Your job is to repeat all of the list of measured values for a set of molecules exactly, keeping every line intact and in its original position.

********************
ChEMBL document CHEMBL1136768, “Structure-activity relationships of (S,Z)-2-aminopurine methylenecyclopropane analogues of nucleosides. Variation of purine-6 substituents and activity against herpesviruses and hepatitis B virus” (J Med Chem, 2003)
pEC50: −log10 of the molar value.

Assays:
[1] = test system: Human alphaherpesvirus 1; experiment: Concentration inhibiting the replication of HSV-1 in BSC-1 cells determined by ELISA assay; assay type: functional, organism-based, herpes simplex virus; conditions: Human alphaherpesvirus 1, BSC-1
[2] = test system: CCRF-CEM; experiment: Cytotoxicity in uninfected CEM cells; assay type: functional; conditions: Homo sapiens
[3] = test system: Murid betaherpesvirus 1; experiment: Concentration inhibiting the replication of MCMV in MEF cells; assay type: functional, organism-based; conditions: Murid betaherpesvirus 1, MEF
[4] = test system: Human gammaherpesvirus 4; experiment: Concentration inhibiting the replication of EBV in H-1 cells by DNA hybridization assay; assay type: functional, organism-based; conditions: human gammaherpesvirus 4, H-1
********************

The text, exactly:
ChEMBL document CHEMBL1136768, “Structure-activity relationships of (S,Z)-2-aminopurine methylenecyclopropane analogues of nucleosides. Variation of purine-6 substituents and activity against herpesviruses and hepatitis B virus” (J Med Chem, 2003)
pEC50: −log10 of the molar value.

Assays:
[1] = test system: Human alphaherpesvirus 1; experiment: Concentration inhibiting the replication of HSV-1 in BSC-1 cells determined by ELISA assay; assay type: functional, organism-based, herpes simplex virus; conditions: Human alphaherpesvirus 1, BSC-1
[2] = test system: CCRF-CEM; experiment: Cytotoxicity in uninfected CEM cells; assay type: functional; conditions: Homo sapiens
[3] = test system: Murid betaherpesvirus 1; experiment: Concentration inhibiting the replication of MCMV in MEF cells; assay type: functional, organism-based; conditions: Murid betaherpesvirus 1, MEF
[4] = test system: Human gammaherpesvirus 4; experiment: Concentration inhibiting the replication of EBV in H-1 cells by DNA hybridization assay; assay type: functional, organism-based; conditions: human gammaherpesvirus 4, H-1